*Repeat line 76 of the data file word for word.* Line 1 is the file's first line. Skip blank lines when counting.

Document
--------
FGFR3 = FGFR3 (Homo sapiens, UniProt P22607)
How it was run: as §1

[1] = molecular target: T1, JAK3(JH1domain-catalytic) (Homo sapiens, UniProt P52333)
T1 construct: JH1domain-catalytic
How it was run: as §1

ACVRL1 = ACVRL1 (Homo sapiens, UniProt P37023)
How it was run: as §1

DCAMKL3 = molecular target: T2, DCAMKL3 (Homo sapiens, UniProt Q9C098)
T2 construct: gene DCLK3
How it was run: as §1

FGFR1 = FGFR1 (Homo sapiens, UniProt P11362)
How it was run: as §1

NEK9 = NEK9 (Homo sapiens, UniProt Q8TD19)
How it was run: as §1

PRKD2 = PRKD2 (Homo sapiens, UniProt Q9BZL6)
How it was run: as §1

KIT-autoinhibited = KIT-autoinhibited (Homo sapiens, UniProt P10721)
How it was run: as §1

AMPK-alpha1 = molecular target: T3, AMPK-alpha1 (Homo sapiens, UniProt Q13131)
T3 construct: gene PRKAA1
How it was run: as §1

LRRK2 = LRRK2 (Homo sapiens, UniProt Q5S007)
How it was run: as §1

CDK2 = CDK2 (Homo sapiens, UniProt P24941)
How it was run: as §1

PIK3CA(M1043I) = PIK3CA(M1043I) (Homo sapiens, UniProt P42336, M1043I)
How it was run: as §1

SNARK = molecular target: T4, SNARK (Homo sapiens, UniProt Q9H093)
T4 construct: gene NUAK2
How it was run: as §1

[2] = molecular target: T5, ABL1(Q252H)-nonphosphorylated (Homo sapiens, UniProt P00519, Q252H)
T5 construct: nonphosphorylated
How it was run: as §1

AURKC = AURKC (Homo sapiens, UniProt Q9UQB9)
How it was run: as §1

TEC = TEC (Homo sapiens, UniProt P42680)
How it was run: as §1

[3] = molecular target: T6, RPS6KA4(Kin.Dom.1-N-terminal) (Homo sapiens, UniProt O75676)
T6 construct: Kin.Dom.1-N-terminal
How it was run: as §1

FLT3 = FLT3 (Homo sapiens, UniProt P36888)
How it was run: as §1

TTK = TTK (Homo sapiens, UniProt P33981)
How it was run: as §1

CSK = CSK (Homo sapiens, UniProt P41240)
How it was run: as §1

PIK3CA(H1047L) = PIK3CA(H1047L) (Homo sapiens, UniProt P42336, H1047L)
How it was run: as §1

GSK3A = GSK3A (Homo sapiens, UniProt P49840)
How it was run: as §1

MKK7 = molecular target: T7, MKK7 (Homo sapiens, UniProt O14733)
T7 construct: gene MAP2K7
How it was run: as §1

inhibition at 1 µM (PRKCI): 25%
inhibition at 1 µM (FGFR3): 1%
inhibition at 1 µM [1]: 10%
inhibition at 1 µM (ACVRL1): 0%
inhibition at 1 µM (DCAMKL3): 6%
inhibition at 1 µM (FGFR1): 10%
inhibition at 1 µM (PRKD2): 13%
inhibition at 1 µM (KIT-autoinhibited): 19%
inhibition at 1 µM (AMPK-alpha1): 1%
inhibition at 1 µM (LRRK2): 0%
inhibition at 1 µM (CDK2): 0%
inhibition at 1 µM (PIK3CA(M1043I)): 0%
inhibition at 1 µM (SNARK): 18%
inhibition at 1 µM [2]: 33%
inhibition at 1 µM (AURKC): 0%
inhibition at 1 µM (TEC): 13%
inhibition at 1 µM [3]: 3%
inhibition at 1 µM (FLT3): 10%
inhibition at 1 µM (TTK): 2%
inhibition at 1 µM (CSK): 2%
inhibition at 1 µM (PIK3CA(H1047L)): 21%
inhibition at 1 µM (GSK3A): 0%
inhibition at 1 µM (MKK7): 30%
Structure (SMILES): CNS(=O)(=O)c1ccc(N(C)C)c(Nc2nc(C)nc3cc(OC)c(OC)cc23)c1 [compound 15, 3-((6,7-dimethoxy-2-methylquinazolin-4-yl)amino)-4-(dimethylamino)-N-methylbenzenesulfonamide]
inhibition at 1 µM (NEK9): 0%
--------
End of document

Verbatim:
inhibition at 1 µM (MKK7): 30%